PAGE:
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Common Choking Hazards for Infants

by Lori A. Selke

Choking is the fourth most common cause of death for children under age 5, according to the New York State Department of Health. Infants have extremely small airways that are easily obstructed, and they do not have the neuromuscular control to prevent food or other objects from blocking their breathing, nor the strength to clear it out by coughing. What's more, infants are notorious for shoving anything they can grab into their mouth. Parents and caretakers need to be vigilant about choking hazards in an infant's environment.

Foods

Hot dogs are more likely than any other food to cause an infant to choke to death. The soft texture and round shape make it easy to obstruct a child's airway and also make it difficult to dislodge. Grapes are also both soft and rounded and pose a similar risk. Other foods that pose a high choking risk for infants are hard foods such as nuts, popcorn, carrots, ice cubes, raw peas and hard candy. These are too difficult for babies to chew properly. Sticky foods such as peanut butter, caramel and marshmallows are also choking hazards.

Toys

If you read the fine print at the toy store, you will see many, many toys labeled "Small parts. Not for children under 3 years of age." Toys and toy parts pose a major choking hazard for infants. If your baby has an older sibling, be especially careful of the elder's toys and where they're both stored and played with. Teach your older children never to share their small toys with their sibling. Watch out, too, for game parts and marbles.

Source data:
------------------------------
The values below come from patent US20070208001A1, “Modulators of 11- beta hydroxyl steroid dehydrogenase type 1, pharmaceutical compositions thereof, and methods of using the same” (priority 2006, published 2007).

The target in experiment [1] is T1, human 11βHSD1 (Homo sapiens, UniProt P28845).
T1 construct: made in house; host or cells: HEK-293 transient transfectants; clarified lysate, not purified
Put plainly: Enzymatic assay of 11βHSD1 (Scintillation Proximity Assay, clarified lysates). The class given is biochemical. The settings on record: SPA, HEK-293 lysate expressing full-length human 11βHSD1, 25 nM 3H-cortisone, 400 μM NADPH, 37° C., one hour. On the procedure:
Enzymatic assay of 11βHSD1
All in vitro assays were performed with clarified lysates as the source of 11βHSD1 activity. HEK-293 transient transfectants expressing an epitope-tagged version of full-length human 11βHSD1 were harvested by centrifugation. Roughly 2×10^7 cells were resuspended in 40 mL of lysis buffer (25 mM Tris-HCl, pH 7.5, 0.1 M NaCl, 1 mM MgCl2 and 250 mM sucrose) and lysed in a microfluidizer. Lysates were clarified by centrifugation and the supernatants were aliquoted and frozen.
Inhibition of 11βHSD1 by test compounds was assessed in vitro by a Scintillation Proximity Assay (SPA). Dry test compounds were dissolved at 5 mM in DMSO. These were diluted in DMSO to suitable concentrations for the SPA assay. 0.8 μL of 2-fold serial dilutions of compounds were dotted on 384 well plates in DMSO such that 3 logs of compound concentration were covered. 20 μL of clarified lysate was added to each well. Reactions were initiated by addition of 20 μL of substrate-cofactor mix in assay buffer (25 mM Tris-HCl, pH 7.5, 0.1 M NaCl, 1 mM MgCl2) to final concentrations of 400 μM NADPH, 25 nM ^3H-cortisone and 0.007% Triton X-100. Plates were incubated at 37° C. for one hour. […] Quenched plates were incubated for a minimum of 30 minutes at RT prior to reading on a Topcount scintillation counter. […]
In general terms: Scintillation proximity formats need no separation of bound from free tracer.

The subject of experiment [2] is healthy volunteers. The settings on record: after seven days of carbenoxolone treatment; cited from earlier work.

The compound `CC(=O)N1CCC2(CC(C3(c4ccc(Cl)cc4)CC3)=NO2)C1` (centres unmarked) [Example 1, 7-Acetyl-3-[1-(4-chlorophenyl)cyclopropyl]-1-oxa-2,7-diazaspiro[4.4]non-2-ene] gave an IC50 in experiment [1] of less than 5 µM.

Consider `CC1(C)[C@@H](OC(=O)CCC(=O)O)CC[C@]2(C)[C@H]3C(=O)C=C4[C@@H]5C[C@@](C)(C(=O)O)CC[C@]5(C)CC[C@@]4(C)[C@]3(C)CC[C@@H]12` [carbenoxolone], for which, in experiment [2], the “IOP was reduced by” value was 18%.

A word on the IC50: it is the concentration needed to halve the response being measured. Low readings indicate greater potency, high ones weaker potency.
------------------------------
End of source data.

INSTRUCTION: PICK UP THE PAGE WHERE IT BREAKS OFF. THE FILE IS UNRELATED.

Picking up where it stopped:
Household Objects

Babyproof your house by putting out of reach all small household objects that could end up in your baby's mouth. Common items to look for include coins, batteries, safety pins, pen caps, buttons, drink caps, screws and jewelry. Foam bean bag filler is another choking hazard that is often overlooked by parents.

Balloons

Balloons deserve their own special section, as they are the most common cause of toy-related choking deaths among children of any age, according to Boston Children's Hospital. Never let your infant play with uninflated latex balloons. If a balloon pops, clean up all the fragments immediately lest one find its way into your baby's mouth. In fact, you might want to pass on latex balloons in general for the first few years.

About the Author

Lori A. Selke has been a professional writer and editor for more than 15 years, touching on topics ranging from LGBT issues to sexuality and sexual health, parenting, alternative health, travel, and food and cooking. Her work has appeared in Curve Magazine, Girlfriends, Libido, The Children's Advocate, Decider.com, The SF Weekly, EthicalFoods.com and GoMag.com.

Photo Credits

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